The Black Jews of South-Side ChicagoAPRIL 19, 2008
- Holding the Torah at Temple Beth Shalom
- (Photo courtesy Temple Beth Shalom)
- View the Slideshow
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Temple Beth Shalom was built more than six decades ago, when the South Side of Chicago was full of Eastern European Jews. The synagogue is still here, but the congregation has changed. Today, the members are mostly African-American, and they call themselves Hebrew Israelites.
In some ways, the congregation borrows from traditions of black Christian worship. Congregants stand at their pews, clapping and singing, and many wear dashikis and tailored black robes. Men wear large skullcaps of traditional African design, with Jewish iconography woven into the patterns.
Tammy McCullough has attended the synagogue since she was a child, and says she identifies with the ancient Israelites because they were dark-skinned and they were slaves. "My grandmother always told me we were the people who came out of Egypt," McCullough says.
"We don't forget we're descendants from slaves -- we went through a lot to get here as a people. We bring that spirit with us in the music, in the teaching, in the speaking," she says. "We are passionate people, because at one point that's all we had, our passion and our music. That's all we had."
The Hebrew Israelite movement started in the early 1900s, around the same time as The Nation of Islam. Both religious movements appealed to African-Americans who were seeking a new identity beyond the black Christian church.
At a recent Saturday, Rabbi Capers Funnye led the congregation through a six-hour service that included prayers in Hebrew. He also gave a sermon about the environment, using Biblical interpretation.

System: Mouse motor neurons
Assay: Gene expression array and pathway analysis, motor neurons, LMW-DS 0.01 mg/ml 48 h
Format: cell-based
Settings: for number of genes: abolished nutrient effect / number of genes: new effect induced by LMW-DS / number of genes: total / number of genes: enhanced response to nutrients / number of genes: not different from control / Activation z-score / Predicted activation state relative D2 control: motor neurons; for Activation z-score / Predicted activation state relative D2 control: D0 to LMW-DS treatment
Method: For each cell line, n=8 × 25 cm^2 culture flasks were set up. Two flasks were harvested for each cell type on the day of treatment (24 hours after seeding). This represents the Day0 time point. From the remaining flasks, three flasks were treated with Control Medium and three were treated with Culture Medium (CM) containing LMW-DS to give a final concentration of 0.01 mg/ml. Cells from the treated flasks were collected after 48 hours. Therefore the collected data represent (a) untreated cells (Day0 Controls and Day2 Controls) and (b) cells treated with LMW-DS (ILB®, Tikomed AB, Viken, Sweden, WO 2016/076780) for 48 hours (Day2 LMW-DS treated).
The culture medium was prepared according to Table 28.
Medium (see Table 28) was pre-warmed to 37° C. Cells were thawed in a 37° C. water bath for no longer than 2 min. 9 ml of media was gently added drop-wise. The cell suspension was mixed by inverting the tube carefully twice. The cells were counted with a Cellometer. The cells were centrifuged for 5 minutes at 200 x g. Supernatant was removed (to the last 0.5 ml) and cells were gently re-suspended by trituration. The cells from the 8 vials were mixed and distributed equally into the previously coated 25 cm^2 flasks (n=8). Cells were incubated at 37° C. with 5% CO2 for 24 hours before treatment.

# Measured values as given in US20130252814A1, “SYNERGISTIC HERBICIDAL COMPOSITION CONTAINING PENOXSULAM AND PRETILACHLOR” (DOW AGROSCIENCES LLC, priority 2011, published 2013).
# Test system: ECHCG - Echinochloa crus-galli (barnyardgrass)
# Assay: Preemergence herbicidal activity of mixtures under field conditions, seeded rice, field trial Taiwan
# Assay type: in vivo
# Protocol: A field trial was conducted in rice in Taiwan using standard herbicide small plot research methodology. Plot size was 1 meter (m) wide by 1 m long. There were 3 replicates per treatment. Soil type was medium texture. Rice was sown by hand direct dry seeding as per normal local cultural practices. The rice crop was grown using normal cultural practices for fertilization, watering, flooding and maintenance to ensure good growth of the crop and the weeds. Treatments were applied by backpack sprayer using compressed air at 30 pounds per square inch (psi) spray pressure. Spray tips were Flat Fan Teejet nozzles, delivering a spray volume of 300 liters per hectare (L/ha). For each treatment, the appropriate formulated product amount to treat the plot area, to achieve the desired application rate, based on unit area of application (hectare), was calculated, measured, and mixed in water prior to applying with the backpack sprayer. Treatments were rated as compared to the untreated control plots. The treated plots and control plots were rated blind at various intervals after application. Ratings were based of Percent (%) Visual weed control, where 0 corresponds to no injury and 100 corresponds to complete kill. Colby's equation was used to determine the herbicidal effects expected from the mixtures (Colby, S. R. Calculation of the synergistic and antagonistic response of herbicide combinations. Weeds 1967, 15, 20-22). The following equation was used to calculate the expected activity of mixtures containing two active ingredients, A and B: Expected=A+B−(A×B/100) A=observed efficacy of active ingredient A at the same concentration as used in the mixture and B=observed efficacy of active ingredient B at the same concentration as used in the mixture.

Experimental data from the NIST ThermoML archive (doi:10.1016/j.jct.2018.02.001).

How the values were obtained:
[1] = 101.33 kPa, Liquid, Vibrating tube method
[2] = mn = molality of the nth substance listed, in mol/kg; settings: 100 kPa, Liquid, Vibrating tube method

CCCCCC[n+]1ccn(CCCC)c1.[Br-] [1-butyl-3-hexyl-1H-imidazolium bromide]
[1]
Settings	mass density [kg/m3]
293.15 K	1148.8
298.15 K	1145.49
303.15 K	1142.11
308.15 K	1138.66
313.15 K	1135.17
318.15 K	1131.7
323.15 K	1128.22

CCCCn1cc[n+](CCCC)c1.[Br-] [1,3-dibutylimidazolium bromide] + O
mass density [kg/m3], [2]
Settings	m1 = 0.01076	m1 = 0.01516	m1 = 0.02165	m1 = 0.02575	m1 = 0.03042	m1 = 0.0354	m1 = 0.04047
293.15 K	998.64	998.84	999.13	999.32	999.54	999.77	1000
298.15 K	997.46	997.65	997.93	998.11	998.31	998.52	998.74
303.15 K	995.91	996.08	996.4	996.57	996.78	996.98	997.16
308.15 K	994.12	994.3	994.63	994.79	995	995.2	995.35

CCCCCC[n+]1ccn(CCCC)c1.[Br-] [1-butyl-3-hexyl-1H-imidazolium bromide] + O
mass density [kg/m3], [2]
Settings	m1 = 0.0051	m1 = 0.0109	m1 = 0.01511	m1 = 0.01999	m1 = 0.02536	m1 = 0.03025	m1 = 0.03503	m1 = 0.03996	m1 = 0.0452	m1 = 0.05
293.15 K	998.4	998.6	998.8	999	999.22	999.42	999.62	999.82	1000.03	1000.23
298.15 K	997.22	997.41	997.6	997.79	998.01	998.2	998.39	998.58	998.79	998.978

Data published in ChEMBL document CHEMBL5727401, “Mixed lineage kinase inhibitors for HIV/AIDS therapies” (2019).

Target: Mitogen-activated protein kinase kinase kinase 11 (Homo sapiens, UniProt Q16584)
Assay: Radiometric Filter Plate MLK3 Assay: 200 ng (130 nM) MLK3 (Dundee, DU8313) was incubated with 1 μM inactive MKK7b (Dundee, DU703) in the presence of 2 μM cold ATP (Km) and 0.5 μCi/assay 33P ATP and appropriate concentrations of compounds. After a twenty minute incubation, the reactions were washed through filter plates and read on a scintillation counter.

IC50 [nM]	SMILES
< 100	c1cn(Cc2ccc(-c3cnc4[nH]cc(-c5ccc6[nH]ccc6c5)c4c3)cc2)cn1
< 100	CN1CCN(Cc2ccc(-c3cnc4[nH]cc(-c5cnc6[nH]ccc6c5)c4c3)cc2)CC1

Rabbi Funnye was born a Christian and grew up in the South during the Jim Crow era. In his mind, he couldn't separate Christianity from the politics of segregation. He went through a spiritual crisis -- he looked at Islam for a while, then explored Judaism. One day, he asked a white rabbi about the role of Africans in the Old Testament. "He said... many of the first Jews were in fact people of African descent -- and I said a 'Ha! That's starting to make some sense -- now we can talk more."
There are different sub-groups within Judaism, from Hasidic to Sephardic. Rabbi Funnye studied all of them, and picked the practices that made sense to him. He became a Jew in 1971 and eventually was ordained as a rabbi -- because, he says, it fit his personality and his inquisitive mind.
"Judaism allows a person to be as intellectual as they can possibly be, and still hold on to all the faith in the world," Rabbi Funnye says. "You do not have to give up your faith to be a good Jew. You do not have to give up your intellect to be a good Jew. They coexist within the Jew. Other faiths don't necessarily allow that.
"So why Judaism? You can question God."
In some ways, Rabbi Funnye's spiritual development, and the black synagogue, mirrors the history of activism in the black community from the Civil Rights movement to identity politics. Judaism, he says, provides a set of rules that governs daily life. The rituals remind people that God is watching, and Jewish law help them wrestle with moral choices, both big and small. "That's the wresting inside of every human being that has to go on," Rabbi Funnye says. "And Judaism allows those dichotomies and those tensions to exist in us. And it's OK. It's OK."
His positive message seems to resonate -- membership has soared. And he's bringing the congregation closer to their roots in Africa: Temple Beth Shalom is working with several congregations in Uganda. Rabbi Funnye says that unlike Ethiopian Jews, the congregations in Uganda have had very little contact with the outside Jewish world until now.
"And one group of leaders said to me in my last visit in September: 'Rabbi, please, if we join and you become our spiritual leader, please tell me that we can still drum and dance.' I said I wouldn't have it any other way."
Back in Chicago, even white Jews are beginning to come through the door. But these are mostly Reform Jews, from the liberal wing of Judaism. The Orthodox refuse to recognize Hebrew Israelites. Some of the black Jews aren't sure what to make of the white congregants. The Rabbi hopes to bridge the gap and let both sides know they should feel right at home with each other.
"The pronunciation may be a little different, but the words are the same," he says.
- Music Bridge:
- Artist: Steven Bernstein
- CD: Diaspora Suite (Tzadik)